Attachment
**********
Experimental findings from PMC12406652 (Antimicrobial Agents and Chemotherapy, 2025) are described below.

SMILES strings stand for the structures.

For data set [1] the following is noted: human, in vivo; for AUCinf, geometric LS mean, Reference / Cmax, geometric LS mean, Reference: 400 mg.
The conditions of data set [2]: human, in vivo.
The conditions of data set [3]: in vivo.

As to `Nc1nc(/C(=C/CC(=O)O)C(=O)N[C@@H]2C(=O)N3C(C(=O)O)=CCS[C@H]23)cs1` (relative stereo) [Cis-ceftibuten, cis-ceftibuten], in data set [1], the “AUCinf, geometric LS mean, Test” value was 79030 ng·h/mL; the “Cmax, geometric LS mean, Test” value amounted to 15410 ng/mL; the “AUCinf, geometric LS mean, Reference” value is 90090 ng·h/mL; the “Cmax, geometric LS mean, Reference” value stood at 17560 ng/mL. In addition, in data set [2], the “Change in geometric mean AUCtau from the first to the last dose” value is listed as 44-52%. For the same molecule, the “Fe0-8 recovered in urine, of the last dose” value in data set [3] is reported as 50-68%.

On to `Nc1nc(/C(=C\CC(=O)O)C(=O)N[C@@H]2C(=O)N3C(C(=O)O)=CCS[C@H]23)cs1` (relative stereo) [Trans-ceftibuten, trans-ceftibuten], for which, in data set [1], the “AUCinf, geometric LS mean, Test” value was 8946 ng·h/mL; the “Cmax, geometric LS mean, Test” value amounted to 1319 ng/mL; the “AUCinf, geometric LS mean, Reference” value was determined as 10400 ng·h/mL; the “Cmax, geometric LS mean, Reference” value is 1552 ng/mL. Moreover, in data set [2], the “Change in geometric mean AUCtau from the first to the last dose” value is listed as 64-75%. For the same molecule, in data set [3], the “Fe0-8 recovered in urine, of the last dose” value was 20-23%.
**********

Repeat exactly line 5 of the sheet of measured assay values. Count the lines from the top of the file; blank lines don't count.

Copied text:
The conditions of data set [3]: in vivo.